AP Chemistry Thermochemistry thermodynamics: the study of energy

AP Chemistry Thermochemistry thermodynamics: the study of energy and its transformations -- thermochemistry: the subdiscipline involving chemical reactions and energy changes Energy kinetic energy: energy of motion; KE = mv2 -- all particles have KE -- Thermal energy is due to the KE of particles. We measure the average KE of a collection of particles as... temperature. potential energy: stored energy Chemical potential energy is due to electrostatic forces between charged particles.

+ -- related to the specific arrangement of atoms in the substance + SI unit Units of energy are joules (J), kilojoules (kJ), calories (cal), or nutritional calories (Cal or kcal). James Prescott Joule

(1818-1889) -- conversions: 4184 J = 4.184 kJ = 1000 cal = 1 Cal = 1 kcal system: the part of the universe we are studying surroundings: everything else -- In chemistry, a closed system can exchange energy but not matter with its surroundings. -- Usually, energy is transferred to... (1) change an objects state of motion ...or...(2) cause a temperature change Work (w) is done when a force moves through a distance. W=Fd

Heat (q) is an amount of energy transferred from a hotter object to a colder one. Find the kinetic energy of a single dinitrogen monoxide molecule moving at 650 m/s. N2O (laughing gas) KE = mv2 ? 1g 1 kg m = 44 amu 23 6.02 x 10 amu 1000 g

= 7.31 x 1026 kg KE = (7.31 x 1026 kg) (650 m/s)2 = 1.5 x 1020 J First Law of Thermodynamics = Law of Conservation of Energy -- Energy morphs between its various forms, but the total amount remains the same. (pretty much) internal energy (E) of a system: the sum of all the KE and PE of the components of a system (this is impossible for us to know)

-- The change in the internal energy of a system would be found by: DE = Efinal Einitial And for chemistry, this equation would become: DE = Eproducts Ereactants DE is + if E>final Einitial (i.e., system...gains energy ) ENDOTHERMIC DE is if E

The Titanic was propelled by massive steam engines. The internal energy of the water molecules of the steam changed from instant to instant, depending on how much heat they were absorbing and how much work they were doing during a given time interval. absorbed by In endothermic processes, heat is _________ the system. e.g., melting boiling sublimation In exothermic processes, heat is released ________ by the system. e.g., freezing condensation

deposition To go further, we must introduce the concept of enthalpy (H). -- Enthalpy (H) is defined as... H = E + PV where E = systems internal energy P = pressure of the system V = volume of the system Heike Kamerlingh Onnes 18531926 The Dutch physicist and Nobel laureate H.K. Onnes coined the term enthalpy, basing it on the Greek term enthalpein, which means to warm. -- There is much that could be said about enthalpy, but what you need to know is:

If a process occurs at constant pressure, the change in enthalpy of the system equals the heat lost or gained by the system. i.e., DH = Hfinal Hinitial = qP P indicates constant pressure conditions. When DH is +, the system... has gained heat. (ENDO) When DH is , the system... has lost heat. (EXO) Enthalpy is an extensive property, meaning that the amount of material affects its value. In the burning of firewood at constant pressure, the enthalpy change equals the heat released. DH is () and depends on the quantity of wood burned.

enthalpy of reaction: DHrxn = Hproducts Hreactants (also called heat of reaction) For exothermic rxns, the heat content of the reactants is larger than that of the products. 2 H2(g) + O2(g) 2 H2O(g) DH = 483.6 kJ What is the enthalpy change when 178 g of H2O are produced? 1 mol H2O 483.6 kJ 178 g H2O 18 g H2O 2 mol H2O DH = 2390 kJ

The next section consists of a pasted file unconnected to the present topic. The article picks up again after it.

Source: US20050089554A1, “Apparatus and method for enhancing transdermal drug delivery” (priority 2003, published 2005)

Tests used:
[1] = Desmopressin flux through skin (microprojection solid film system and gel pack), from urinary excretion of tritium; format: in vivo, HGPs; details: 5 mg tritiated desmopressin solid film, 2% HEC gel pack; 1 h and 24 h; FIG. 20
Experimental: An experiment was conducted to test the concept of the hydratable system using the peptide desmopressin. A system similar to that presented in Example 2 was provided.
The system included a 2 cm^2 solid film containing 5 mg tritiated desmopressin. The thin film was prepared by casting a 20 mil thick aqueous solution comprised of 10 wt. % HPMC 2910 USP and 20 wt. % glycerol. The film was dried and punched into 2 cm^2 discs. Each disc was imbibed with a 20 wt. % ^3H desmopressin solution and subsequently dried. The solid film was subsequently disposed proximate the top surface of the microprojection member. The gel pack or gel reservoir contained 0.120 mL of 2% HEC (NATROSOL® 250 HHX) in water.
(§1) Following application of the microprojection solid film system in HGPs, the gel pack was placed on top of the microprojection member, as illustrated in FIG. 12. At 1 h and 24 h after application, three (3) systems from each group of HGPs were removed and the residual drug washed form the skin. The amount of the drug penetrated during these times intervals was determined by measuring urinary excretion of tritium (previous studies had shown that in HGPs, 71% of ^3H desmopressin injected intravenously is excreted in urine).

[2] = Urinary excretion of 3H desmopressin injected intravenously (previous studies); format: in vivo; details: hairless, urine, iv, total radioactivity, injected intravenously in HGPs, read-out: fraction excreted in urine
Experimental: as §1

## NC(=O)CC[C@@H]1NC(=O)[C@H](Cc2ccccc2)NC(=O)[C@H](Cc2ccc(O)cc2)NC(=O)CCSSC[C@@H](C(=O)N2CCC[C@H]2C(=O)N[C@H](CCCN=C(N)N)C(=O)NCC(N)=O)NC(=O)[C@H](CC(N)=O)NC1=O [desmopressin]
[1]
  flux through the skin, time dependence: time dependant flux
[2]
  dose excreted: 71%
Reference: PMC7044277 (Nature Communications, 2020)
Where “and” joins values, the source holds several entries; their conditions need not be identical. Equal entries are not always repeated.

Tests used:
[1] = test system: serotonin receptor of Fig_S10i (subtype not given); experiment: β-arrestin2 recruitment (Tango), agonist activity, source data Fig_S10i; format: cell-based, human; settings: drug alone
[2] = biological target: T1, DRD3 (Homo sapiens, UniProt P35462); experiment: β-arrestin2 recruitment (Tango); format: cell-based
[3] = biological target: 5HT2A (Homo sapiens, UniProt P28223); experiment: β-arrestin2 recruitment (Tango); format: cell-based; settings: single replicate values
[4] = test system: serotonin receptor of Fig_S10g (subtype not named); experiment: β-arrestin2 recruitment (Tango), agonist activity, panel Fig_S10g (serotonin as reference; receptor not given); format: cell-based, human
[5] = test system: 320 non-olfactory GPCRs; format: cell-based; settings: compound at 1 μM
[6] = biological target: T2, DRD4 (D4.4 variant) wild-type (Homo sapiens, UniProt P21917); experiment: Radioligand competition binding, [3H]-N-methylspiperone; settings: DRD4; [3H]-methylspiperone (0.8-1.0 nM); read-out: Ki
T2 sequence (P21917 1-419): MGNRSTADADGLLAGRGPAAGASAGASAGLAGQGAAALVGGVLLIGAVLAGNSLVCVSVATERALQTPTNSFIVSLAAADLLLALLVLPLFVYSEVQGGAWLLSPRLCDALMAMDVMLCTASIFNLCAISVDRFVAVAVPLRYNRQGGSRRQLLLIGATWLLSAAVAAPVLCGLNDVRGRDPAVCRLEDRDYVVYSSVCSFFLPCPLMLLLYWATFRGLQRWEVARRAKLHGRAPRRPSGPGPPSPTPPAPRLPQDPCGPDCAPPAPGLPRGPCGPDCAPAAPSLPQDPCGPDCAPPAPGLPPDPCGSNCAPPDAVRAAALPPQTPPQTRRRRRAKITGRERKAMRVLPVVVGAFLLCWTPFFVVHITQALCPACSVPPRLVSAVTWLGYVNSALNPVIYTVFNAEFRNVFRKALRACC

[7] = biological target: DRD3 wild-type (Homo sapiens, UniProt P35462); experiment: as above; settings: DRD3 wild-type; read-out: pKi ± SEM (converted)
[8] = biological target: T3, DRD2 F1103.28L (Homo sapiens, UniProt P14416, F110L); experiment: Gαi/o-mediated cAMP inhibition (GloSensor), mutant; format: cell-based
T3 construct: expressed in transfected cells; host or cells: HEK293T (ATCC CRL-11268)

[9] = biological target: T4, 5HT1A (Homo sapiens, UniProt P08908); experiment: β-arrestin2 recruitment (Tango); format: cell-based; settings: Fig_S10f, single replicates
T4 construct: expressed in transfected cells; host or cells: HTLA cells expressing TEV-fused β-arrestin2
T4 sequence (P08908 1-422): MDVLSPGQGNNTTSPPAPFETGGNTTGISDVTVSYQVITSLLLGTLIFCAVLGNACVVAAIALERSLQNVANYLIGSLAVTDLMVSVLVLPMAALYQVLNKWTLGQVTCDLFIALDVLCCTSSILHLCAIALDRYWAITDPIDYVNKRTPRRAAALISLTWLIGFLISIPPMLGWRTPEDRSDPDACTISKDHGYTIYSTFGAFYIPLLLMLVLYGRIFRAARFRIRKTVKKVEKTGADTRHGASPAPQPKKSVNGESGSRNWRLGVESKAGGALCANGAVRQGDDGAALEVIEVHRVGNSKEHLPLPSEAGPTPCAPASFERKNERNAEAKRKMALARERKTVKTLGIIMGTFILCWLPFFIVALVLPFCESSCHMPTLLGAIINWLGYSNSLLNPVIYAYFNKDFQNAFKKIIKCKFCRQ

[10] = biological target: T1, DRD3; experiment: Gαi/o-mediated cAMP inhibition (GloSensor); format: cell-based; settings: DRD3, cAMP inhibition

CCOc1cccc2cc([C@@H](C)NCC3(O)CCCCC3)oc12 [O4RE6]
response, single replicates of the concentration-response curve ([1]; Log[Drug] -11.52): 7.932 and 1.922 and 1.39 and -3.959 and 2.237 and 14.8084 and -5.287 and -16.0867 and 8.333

The space shuttle was powered by the reaction above. DH for a reaction and its reverse are the opposites of each other. 2 H2(g) + O2(g) 2 H2O(g) 2 H2O(g) Enthalpy/energy is a reactant. (DH = 483.6 kJ) 2 H2(g) + O2(g)(DH = +483.6 kJ) Enthalpy change depends on the states of reactants and products. 2 H2(g) + O2(g)

2 H2(g) + O2(g) 2 H2O(g) (DH = 483.6 kJ) 2 H2O(l) (DH = 571.6 kJ) Calorimetry: the measurement of heat flow -- device used is called a... calorimeter heat capacity of an object: amount of heat needed to raise objects temp. 1 K = 1oC molar heat capacity: amt. of heat needed to raise temp. of 1 mol of a substance 1 K specific heat (capacity): amt. of heat needed to raise temp. of 1 g of a substance 1 K i.e., molar heat capacity = molar mass X specific heat

We calculate the heat a substance loses or gains using: q = m cP DT AND (for within a given state of matter) q = + / m cX (for between two states of matter) where q = heat m = amount of substance cP = substances heat capacity DT = temperature change cX = heat of fusion (s/l) or heat of vaporization (l/g)

Typical Heating Curve Temp. t a e h s/l s ) q ( d g e

v o l/g m e r l e d d a t a he HEAT

) q d (+ What is the enthalpy change when 679 g of water at 27.4oC are converted into water vapor at 121.2oC? cP,g = 36.76 J/mol-K l/g Temp. cf = 333 J/g cv = 40.61 kJ/mol cP,l = 4.18 J/g-K cP,s = 2.077 J/g-K g

l s/l s HEAT Heat liquid q = m cP DT = 679 g (4.18 J/g-K) (100 27.4) = 206 kJ Boil liquid q = +m cX = +37.72 mol (40.61 kJ/mol) = 1532 kJ Heat gas q = m cP DT = 37.72 mol (36.76 J/mol-K) (121.2100) = 29.4 kJ DH = + 1767 kJ With a coffee-cup calorimeter, a reaction is carried out under constant pressure conditions. -- Why is the pressure constant? calorimeter isnt sealed,

atmospheric pressure is constant -- If we assume that no heat is exchanged between the system and the surroundings, then the solution must absorb any heat given off by the reaction. i.e., qabsorbed = qreleased the specific heat of water -- For dilute aqueous solutions, it is a safe assumption that cP = 4.18 J/g-K When 50.0 mL of 0.100 M AgNO3 and 50.0 mL of 0.100 M HCl are mixed in a coffee-cup calorimeter, the mixtures temperature increases from 22.30oC to 23.11oC. Calculate the enthalpy change for the

reaction, per mole of AgNO3. Assume: AgNO3 + HCl AgCl + HNO3 0.05 L, 0.1 M 0.05 L, 0.1 M 0.005 mol 0.005 mol q = m cP DT = 100 (4.18) (23.1122.30) -- mixture cP = cP of H2O -- mixture mass = 100 g 338.58 J DH =